Texas Heroes LbNA # 45884
|Placed Date||Mar 5 2009|
|Last Found||Feb 26 2013|
|Last Edited||Sep 14 2015|
The spring for which the old settlement of Springfield was named can still be seen in the park. Read the historical marker in front of the cemetery for more information about the town and the cemetery. This cemetery contains the graves of veterans of several wars, and they can all be considered Texas heroes. The two oldest were veterans of the Battle of San Jacinto and are entitled to be honored as real Republic of Texas Heroes. Not much information can be found of Sanders Walker. He was a private and was named as a witness for another veteran who was trying to claim a pension. He was yet to turn 18 when he participated in the battle. Joseph Penn Lynch was a private, but soon attained the rank of Captain. He was 10 years older than Walker. Captain Lynch and his wife Mary moved to Washington County where he was elected sheriff. He also served as an early Texas Ranger. He later moved to the community of Springfield and lived here until he died. They fought for the freedom that we all enjoy and the right to be called Texans.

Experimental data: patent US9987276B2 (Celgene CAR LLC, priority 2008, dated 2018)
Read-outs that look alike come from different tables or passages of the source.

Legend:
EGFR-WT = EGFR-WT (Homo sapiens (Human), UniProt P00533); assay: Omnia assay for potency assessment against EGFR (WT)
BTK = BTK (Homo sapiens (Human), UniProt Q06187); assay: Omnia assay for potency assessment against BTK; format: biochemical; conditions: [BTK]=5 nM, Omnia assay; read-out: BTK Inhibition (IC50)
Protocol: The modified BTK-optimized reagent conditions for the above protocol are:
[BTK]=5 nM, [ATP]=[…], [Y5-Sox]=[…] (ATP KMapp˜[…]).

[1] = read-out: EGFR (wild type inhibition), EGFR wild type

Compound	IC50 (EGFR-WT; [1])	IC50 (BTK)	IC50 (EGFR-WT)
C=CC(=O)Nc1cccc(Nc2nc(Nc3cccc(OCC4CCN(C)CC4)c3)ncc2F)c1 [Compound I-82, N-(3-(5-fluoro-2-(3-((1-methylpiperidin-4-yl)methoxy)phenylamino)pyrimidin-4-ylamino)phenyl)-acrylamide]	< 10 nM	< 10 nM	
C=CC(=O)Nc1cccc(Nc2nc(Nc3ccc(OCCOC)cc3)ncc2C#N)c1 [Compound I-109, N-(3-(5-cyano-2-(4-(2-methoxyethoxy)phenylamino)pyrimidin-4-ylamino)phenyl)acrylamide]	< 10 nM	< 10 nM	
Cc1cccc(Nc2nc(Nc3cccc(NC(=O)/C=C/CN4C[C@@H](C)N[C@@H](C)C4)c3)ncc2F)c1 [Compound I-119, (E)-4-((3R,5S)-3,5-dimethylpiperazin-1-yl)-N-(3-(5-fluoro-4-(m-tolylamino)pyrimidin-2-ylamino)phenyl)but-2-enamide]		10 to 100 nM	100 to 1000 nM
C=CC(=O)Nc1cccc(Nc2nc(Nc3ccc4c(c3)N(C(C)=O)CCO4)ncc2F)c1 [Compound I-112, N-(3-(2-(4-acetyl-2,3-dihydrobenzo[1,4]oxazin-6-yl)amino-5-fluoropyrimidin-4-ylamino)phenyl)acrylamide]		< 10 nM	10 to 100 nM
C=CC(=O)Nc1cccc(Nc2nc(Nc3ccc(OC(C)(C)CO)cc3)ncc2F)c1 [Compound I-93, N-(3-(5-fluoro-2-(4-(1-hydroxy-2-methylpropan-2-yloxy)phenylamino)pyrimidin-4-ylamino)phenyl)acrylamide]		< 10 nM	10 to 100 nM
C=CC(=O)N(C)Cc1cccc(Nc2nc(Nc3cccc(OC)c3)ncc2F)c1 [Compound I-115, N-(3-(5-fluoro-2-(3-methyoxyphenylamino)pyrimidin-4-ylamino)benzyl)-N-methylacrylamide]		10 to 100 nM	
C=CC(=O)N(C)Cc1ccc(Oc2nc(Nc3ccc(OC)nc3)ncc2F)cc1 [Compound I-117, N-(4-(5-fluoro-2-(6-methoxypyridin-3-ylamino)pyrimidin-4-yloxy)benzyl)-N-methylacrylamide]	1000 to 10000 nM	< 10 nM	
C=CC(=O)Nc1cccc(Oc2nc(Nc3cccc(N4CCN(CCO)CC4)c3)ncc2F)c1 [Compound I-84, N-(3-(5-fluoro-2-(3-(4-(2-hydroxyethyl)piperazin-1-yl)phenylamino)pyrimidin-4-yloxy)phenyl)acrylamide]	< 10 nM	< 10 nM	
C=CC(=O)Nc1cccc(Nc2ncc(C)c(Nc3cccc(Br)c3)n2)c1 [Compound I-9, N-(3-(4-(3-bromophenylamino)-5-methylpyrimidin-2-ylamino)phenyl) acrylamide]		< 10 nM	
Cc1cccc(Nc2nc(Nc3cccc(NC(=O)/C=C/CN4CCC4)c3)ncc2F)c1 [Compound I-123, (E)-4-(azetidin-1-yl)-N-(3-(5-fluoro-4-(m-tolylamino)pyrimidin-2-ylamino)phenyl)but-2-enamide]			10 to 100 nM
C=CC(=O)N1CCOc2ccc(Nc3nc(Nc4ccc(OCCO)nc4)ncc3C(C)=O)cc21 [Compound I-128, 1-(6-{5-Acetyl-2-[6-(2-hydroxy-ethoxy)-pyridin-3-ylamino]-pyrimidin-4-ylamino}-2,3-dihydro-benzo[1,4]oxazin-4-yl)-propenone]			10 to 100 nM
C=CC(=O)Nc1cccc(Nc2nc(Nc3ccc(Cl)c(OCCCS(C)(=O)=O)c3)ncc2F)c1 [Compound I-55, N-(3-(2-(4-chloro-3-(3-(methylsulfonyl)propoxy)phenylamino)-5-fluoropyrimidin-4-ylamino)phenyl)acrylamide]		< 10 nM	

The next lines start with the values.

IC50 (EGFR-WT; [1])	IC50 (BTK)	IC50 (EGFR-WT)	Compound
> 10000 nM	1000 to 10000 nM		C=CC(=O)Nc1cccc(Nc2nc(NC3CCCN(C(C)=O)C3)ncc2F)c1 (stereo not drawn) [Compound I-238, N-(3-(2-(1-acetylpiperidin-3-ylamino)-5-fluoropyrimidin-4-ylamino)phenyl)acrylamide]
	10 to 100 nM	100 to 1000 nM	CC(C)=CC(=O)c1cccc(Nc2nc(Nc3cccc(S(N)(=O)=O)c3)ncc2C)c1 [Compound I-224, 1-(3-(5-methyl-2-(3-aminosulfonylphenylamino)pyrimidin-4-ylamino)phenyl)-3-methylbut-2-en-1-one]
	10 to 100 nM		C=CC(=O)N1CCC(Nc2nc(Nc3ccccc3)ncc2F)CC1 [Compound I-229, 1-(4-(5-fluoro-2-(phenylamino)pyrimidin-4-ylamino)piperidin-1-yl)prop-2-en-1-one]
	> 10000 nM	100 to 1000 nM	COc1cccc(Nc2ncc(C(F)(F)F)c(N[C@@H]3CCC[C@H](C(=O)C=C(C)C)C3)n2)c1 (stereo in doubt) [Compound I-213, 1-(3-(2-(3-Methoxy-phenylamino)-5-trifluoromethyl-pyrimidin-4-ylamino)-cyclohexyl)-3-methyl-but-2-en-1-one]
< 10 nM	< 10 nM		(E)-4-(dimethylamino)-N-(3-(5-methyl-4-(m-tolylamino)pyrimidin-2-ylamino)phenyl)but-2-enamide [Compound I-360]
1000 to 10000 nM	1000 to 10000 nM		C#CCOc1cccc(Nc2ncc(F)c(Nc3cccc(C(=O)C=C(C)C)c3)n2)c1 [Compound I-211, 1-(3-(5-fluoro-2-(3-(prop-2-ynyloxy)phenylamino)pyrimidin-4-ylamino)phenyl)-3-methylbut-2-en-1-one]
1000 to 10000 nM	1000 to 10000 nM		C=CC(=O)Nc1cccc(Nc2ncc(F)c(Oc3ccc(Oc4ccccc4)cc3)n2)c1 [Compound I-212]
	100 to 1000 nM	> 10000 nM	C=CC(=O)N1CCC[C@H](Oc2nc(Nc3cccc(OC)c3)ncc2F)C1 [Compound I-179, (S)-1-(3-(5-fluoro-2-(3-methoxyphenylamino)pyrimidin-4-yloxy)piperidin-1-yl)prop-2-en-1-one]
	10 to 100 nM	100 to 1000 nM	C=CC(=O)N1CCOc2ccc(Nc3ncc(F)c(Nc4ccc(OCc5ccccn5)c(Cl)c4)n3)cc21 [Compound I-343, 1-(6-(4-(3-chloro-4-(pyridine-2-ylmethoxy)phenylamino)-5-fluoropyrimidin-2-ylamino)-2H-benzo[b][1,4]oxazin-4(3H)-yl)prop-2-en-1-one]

This letterbox is located at Fort Parker State Park in Limestone County, Texas, about halfway between Groesbeck and Mexia.
To the box:
Go to the park and pay your fee. Continue on the road until you come to the Old Springfield Cemetery on your left. Park there and read the historical marker, which tells the history of this cemetery. Go through the gate and walk toward the far left corner of the cemetery. Look for the large granite marker that tells about Texas Hero Captain Joseph Penn Lynch. Behind you is a gravesite enclosed in a black iron fence. Inside the fence is a marker honoring another Texas Hero, Sanders Walker. His grave marker is also in that plot. With your back to Captain Lynch, look at the left end of Private Walker’s iron fence. There, you’ll see a medium-size oak tree. Behind the white rock at the base of that tree, you’ll find the letterbox.